My son-in-law and daughter attend the University of Utah and Utah Valley University. I am pleased they are obtaining a higher education from fantastic universities. However, the past few weeks were extremely stressful for them because tuition was due. Quite frankly, I was appalled at the cost of their tuition! I was further shocked to learn about the cost of their textbooks. How can a textbook that will only be used for one class cost $220? (I’m in the wrong business.)
The economy and the society we live in demand well-educated people. If the upcoming generation is going to compete for higher wage jobs, they must be equipped with the skills to help them think, understand world economics and work alongside others. These required skills are what make attending a college or technical institution so crucial.
Unfortunately, today’s education is not without its price tag—a phenomenally large one. A recent Collection Advisor article identified this dilemma, and the post’s intro really caught my attention:
“The Greek philosopher Epictetus once said, ‘only the educated are free.’ It is ironic that such freedom is anything but. Generations of students are often welcomed to the first stages of adulthood by the cost of their knowledge. These first dealings with debt shape a generation’s opinion of collection professionals and must be treated as such.” Student Loans Exceed a Trillion Dollars
The article featured interviews from leaders of companies collecting on delinquent student loans. Corey Bustrom, owner of Advantage Collection Professionals in Cambridge, MN, discussed the current situation for graduating students:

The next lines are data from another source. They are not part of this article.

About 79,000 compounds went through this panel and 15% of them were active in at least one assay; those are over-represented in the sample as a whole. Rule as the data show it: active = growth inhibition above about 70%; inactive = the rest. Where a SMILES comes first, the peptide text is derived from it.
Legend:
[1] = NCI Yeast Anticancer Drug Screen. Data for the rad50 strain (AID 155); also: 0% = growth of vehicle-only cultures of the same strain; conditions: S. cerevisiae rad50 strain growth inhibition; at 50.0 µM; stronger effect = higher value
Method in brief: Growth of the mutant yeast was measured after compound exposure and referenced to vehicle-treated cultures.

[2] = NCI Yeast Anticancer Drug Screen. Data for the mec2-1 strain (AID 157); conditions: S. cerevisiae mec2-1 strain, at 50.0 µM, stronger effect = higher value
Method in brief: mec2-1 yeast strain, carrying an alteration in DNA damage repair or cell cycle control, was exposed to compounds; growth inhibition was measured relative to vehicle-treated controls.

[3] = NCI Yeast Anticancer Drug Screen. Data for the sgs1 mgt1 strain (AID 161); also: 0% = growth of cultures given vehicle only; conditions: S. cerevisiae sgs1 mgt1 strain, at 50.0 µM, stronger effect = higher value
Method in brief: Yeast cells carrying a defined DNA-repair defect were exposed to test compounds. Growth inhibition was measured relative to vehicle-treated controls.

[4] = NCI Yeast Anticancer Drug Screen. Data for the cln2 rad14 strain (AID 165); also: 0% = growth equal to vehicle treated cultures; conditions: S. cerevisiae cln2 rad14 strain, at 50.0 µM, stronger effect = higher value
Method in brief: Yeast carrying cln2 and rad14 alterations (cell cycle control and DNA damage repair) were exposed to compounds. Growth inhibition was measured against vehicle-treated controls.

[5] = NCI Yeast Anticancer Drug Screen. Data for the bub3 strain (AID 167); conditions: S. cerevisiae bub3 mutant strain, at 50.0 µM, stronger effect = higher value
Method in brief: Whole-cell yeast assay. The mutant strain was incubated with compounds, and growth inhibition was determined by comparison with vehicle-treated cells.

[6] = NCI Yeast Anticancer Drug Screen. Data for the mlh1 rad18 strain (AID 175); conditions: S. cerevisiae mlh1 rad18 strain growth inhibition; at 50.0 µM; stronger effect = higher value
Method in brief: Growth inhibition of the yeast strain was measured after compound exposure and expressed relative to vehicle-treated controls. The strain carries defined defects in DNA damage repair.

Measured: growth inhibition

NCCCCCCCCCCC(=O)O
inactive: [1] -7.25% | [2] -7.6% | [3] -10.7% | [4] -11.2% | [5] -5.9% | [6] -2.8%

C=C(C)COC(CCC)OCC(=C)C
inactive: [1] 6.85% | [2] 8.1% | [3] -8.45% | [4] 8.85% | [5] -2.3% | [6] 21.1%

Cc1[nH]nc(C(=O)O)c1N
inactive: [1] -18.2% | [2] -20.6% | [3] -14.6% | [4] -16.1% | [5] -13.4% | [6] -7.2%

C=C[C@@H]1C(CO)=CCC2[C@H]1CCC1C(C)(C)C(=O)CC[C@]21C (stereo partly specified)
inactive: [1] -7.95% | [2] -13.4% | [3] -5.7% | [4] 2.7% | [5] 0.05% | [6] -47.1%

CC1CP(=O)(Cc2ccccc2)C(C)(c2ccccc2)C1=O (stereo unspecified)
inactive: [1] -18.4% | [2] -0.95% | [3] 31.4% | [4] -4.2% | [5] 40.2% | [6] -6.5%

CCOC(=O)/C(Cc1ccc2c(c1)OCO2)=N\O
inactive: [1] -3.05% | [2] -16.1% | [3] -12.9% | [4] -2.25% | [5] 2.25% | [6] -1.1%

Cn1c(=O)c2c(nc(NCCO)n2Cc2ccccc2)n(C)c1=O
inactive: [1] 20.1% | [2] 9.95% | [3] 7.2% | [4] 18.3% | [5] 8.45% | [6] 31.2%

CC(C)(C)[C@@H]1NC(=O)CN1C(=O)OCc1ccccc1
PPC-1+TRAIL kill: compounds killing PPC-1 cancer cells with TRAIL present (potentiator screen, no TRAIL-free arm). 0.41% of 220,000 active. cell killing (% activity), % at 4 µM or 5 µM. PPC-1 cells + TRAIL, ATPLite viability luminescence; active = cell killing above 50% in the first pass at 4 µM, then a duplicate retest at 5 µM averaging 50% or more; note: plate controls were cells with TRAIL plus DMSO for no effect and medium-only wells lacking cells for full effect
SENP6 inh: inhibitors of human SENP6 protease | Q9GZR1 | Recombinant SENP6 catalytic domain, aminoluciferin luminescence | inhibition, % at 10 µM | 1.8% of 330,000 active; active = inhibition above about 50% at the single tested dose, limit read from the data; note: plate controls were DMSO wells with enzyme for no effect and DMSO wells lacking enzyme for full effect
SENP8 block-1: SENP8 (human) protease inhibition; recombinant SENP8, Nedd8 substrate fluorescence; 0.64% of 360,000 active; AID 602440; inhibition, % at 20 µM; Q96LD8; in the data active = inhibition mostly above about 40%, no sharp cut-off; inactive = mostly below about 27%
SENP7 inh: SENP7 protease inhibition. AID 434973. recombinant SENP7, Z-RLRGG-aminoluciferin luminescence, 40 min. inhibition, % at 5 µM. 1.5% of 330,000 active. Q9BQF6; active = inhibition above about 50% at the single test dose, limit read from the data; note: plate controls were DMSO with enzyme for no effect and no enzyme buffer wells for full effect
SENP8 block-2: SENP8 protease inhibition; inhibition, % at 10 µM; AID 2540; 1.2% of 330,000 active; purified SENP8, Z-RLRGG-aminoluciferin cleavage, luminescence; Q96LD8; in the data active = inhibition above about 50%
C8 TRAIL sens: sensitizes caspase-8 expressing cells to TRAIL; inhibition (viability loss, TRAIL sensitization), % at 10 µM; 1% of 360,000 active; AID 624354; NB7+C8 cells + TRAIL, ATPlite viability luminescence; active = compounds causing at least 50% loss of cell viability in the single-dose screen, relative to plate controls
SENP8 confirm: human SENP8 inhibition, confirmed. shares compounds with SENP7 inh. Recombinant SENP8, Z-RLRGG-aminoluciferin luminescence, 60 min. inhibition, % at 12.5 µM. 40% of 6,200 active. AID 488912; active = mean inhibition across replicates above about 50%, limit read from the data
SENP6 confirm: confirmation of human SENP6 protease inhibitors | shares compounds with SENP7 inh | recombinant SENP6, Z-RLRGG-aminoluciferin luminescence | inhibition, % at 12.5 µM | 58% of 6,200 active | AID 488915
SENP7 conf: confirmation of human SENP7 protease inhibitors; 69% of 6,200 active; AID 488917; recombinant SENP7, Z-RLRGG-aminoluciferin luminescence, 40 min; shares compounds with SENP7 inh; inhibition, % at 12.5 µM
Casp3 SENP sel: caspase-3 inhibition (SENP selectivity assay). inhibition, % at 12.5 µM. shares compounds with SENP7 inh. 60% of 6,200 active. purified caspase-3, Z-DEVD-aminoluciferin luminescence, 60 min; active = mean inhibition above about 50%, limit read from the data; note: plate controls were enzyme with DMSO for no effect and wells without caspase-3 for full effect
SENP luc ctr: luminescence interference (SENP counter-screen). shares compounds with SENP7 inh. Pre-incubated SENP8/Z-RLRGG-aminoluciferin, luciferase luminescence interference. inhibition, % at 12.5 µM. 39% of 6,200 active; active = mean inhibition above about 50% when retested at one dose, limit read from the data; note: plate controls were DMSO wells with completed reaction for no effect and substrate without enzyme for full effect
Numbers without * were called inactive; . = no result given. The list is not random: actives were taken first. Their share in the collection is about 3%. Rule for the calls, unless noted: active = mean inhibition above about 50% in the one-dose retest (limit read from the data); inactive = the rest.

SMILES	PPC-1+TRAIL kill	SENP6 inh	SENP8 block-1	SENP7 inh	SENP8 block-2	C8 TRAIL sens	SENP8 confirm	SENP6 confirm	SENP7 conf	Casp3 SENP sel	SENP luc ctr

“The rising costs of education combined with the economic recession have put many consumers in a really bad place. Students coming out of school today not only have very large debt loads but they are also struggling to find jobs to repay the loans. Many students are forced to take jobs outside of their training and for far lower wages than they anticipated. This creates a situation that makes it difficult for the consumer to pay and in turn has made it worse for the collector, the lender, and the consumer.”
How can the ARM industry assist those facing such massive loans, just after graduation and even 10 or 15 years down the line? We can help graduates figure out how best to handle their payments and successfully pay the loan(s) off in a timely, but realistic manner.
A few suggestions for doing this:
Many students find a way to complete their college education without massive student loans. They work several jobs, earn scholarships or have family members who provide assistance. I wish more college students could finish their degrees without being tied down with massive debt, but it doesn’t appear likely anytime soon.
The ARM industry has the expertise, tools and opportunity to educate students about their debt and guide them away from this burden by responsibly taking care of it. Eliminating this burden will make Greek philosopher Epictetus’ statement a reality: “only the educated are free.”
This article was written by Dave R